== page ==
Nuclear Technology / Volume 160 / Number 1 / October 2007 / Pages 45-62
Technical Paper / Annular Fuel / dx.doi.org/10.13182/NT07-A3883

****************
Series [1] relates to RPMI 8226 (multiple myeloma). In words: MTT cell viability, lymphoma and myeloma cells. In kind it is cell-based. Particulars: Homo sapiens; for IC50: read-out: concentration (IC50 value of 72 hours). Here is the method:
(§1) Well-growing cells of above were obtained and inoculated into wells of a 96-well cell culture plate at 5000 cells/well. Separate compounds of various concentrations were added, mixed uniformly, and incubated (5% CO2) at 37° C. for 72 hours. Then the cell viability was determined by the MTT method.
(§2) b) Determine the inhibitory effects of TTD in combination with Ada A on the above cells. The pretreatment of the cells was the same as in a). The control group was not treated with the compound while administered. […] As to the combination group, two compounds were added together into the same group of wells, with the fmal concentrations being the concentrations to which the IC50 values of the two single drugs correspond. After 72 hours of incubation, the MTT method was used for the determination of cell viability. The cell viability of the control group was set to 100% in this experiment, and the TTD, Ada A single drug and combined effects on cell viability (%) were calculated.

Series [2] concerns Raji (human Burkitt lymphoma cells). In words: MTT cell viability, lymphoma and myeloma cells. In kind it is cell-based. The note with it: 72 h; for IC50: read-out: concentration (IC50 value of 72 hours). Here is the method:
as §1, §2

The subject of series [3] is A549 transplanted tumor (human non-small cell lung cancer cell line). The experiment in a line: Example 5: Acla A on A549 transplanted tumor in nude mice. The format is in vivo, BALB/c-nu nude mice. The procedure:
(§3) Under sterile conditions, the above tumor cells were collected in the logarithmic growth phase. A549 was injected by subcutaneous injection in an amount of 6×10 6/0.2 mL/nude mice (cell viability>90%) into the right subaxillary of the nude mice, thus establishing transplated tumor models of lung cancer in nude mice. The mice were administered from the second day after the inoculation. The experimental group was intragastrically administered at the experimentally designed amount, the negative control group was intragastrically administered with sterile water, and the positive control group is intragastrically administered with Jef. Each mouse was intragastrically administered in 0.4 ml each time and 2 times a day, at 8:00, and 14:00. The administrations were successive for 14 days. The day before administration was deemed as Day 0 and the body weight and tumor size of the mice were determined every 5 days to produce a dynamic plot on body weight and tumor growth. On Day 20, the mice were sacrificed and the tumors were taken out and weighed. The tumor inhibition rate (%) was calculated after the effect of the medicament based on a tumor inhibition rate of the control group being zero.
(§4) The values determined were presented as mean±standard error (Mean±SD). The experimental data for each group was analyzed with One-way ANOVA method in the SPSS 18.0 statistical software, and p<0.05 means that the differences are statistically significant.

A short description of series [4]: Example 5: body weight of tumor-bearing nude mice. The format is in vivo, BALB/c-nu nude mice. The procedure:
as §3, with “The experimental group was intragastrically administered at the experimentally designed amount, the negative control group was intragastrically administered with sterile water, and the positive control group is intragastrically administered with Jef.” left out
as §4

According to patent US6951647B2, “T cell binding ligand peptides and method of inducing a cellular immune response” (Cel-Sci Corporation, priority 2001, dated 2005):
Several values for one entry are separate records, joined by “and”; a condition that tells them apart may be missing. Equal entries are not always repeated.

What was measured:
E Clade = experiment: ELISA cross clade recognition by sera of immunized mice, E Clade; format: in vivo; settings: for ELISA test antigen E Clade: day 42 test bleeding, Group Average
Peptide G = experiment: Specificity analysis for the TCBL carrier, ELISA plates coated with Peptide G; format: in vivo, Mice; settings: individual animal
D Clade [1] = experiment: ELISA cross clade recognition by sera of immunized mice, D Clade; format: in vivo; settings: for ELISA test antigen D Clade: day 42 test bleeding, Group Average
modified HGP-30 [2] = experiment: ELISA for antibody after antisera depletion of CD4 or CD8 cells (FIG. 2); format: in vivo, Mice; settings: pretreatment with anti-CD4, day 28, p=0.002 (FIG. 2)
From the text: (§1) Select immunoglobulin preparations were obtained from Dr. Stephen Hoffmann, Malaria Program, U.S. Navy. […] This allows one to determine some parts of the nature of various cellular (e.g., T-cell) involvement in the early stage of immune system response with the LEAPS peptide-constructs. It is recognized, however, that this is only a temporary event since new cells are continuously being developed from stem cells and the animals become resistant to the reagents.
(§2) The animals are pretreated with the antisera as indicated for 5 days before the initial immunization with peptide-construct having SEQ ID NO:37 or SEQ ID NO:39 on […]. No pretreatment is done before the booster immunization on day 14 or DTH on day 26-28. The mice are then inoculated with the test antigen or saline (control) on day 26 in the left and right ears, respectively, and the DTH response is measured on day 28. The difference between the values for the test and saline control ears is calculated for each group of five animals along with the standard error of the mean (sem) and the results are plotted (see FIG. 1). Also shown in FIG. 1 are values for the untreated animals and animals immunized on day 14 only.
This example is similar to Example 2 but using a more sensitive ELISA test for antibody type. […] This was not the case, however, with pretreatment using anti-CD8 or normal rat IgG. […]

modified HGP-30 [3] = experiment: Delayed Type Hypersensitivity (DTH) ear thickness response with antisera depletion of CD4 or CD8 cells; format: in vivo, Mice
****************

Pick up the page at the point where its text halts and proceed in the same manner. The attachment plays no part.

This paper assesses the performance of internally and externally cooled annular fuel in a four-loop pressurized water reactor during a variety of transients and accidents, namely, the loss of flow accident (LOFA), main steam line break (MSLB), large break loss of coolant accident (LBLOCA), and rod ejection accident (REA). The RELAP5 code was the primary vehicle for these analyses, although the VIPRE code was also used to calculate the minimum departure from nucleate boiling ratio (MDNBR) for LOFA and MSLB transients based on the RELAP5 results. It has been found that the MDNBR for the annular fuel at 150% power was higher than the MDNBR value for the reference solid fuel at 100% power for LOFA and MSLB. For LBLOCA analysis, the RELAP5-3D code was applied twice since the code has a constraint on the reflood model, which can be applied to only one cooling surface (either the inner channel or the outer channel). The analysis, with the reflood model applied to the outer channel, showed that using the standard size (100%) accumulator but with an increased (150%) safety injection flow rate, the peak cladding temperature (PCT) for the annular fuel at 150% power would be ~1200 K (927°C). This is ~150°C higher than the PCT for the solid fuel at 100% power but 277°C lower than the regulatory limit of 1204°C. When the reflood model is applied to the inner channel, the PCT would be limited to 1100 K (827°C), which is only 50°C higher than the PCT for the solid fuel at 100% power and 377°C lower than the regulatory limit of 1204°C. The calculated fuel temperatures and enthalpies during the REA have been found to be much smaller for the annular fuel, even at 150% power, compared to that for the solid fuel at 100% power. These analyses indicate that the new internally and externally cooled annular fuel can accommodate 50% power uprate in a PWR and still maintain adequate safety margins for a variety of transients and accidents including LOFA, MSLB, LBLOCA, and REA.